Today marks the fourth anniversary of the most important speech that George W. Bush ever gave about national defense. The irony is that he wasn’t even President when he gave it. It was a campaign speech delivered at The Citadel, a military academy in South Carolina, on September 23, 1999. The speech was designed to present Bush as a deep thinker about defense matters. It succeeded, anticipating every major strategic pronouncement he would make once he entered the White House.
Some people will never be able to grasp the possibility that George W. Bush might be a cogent thinker about national security. Like Ronald Reagan (and Teddy Roosevelt, and Andrew Jackson), he’s too much of a populist — a “cowboy” — for intellectuals to take seriously. But the ideas he set forth at the Citadel four years ago look prescient today. Because he has stuck with them throughout his presidency, they amount to a Bush Doctrine — maybe the first such doctrine coherently advanced before a candidate entered the White House. (They certainly sound more serious today than Al Gore’s views, which at the time included placing global warming and AIDS in Africa atop the national-security agenda.)
Bush began his speech by describing how threats to the nation’s security had changed since the collapse of communism. He identified three areas of danger:
* Proliferation of weapons of mass destruction (chemical, biological and nuclear) and their means of delivery.
* Antidemocratic regimes intent on acquiring such weapons, most notably Iran, Iraq and North Korea.
* Terrorists pursuing radical agendas, who were also trying to acquire the tools of mass murder.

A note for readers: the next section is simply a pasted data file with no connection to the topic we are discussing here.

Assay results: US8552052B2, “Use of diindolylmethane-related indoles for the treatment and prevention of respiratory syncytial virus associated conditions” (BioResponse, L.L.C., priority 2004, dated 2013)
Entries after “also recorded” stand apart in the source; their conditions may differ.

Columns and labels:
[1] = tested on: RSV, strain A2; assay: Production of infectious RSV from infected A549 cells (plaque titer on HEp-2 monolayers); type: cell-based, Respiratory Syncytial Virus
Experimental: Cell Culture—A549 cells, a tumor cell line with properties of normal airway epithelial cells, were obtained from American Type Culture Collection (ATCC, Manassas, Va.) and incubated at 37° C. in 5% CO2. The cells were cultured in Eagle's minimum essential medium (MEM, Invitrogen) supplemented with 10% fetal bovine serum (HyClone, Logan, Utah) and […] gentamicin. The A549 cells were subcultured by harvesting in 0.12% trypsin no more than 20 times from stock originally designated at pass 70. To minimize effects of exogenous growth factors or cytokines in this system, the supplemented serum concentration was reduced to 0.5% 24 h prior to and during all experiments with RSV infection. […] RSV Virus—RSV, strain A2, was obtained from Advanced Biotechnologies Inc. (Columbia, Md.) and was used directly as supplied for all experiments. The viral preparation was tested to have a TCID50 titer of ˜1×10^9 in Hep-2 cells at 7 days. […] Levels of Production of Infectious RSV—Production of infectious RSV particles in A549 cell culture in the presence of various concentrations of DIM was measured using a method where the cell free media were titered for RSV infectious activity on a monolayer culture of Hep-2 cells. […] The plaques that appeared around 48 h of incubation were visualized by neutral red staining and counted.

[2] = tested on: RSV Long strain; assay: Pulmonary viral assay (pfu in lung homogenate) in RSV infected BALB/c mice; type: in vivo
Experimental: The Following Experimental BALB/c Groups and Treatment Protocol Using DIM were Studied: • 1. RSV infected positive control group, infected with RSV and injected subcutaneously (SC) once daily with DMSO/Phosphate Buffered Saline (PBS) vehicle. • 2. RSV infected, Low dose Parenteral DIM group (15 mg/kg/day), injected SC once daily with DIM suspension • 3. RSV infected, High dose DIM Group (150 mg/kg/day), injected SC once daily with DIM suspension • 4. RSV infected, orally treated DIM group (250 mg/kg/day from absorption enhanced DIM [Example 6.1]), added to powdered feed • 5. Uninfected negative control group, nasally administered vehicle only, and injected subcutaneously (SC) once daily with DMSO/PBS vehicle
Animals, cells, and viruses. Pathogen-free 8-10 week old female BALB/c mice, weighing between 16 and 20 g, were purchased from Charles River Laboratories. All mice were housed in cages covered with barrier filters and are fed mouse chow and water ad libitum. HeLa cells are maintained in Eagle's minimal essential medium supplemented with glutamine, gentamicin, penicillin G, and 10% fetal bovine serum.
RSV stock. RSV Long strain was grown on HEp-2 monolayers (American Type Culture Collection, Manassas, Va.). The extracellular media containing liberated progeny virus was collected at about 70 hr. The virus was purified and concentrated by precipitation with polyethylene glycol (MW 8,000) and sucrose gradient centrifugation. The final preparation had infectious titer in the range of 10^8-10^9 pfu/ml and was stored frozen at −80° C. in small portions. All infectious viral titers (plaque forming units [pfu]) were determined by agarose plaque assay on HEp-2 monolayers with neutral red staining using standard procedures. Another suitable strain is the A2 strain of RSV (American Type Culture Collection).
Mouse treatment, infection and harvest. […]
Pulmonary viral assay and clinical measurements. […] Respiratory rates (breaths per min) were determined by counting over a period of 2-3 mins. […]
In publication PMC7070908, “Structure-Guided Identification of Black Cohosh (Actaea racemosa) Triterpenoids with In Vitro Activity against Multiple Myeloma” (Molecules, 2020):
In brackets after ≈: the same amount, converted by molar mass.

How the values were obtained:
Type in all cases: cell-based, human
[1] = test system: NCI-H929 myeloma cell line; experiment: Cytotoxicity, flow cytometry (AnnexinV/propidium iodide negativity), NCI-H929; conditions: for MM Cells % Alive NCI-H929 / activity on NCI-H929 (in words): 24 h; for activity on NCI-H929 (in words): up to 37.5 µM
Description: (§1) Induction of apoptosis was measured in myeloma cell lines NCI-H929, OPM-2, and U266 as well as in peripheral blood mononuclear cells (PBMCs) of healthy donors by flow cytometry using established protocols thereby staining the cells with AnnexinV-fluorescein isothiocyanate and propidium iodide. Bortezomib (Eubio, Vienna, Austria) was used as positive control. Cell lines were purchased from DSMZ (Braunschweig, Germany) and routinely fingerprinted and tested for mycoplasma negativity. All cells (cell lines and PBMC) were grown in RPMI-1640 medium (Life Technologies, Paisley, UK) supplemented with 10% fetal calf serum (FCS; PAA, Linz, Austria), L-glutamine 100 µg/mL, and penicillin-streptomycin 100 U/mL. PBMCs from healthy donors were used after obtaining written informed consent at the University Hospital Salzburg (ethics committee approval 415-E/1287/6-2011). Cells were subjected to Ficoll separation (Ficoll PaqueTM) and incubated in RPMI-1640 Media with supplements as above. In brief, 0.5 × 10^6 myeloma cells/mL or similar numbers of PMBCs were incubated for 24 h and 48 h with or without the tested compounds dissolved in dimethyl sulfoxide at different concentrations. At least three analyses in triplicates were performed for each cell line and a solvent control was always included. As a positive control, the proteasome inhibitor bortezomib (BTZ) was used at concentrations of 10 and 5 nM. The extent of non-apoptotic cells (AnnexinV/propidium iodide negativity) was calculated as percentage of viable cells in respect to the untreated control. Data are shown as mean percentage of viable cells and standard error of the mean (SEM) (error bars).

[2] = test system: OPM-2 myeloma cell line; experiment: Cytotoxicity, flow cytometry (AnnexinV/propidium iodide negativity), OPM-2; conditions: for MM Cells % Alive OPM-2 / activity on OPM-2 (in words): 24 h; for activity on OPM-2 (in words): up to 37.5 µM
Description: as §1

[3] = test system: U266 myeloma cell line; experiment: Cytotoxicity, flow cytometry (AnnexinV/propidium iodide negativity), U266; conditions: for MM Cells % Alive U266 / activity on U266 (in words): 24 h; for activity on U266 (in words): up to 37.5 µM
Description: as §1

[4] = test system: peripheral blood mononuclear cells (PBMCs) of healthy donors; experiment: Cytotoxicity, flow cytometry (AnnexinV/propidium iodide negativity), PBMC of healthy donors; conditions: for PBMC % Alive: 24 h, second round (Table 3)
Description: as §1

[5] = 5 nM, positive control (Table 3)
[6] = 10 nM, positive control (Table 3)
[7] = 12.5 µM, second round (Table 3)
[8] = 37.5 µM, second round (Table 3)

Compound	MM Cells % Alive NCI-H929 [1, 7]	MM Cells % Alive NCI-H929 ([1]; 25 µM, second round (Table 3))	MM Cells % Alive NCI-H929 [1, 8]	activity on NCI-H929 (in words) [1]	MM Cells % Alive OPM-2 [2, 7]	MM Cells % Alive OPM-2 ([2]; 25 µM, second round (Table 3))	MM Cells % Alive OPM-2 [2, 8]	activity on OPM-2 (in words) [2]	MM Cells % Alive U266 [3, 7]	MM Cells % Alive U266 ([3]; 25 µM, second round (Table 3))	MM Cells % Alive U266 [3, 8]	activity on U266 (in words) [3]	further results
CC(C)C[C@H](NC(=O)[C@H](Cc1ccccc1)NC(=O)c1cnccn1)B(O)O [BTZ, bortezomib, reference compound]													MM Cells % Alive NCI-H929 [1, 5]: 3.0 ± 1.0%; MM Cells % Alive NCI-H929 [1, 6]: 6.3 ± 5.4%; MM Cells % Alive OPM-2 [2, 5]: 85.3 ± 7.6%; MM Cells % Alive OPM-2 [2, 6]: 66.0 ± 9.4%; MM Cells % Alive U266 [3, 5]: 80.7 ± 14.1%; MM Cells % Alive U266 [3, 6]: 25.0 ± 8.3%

Bush argued that the nation’s military was poorly postured for dealing with these emerging threats. Troops were underpaid and demoralized by a seemingly endless series of vaguely-defined missions. He promised to increase pay and pursue more focused missions. He also complained that the military was organized for “industrial age operations rather than information age battles.” Bush said he would give his defense secretary a mandate “to challenge the status quo and envision a new architecture of American defense.” The speech identified three key pillars of the new architecture:
* Active and passive defense of the homeland
* Preemption of emerging threats
* Military transformation leveraging new technology
Bush was quite explicit about the capabilities he thought the military needed to bolster, from intelligence gathering to special operations to unmanned vehicles to lighter armor. He also said he would encourage cultural reform within the military, so that change was more welcome. All of which he has done. Looking backward, it is clear that 9-11 wasn’t the inspiration for the Bush Administration’s new military posture or strategy — it merely provided the President with a popular mandate to pursue a path long since laid out.
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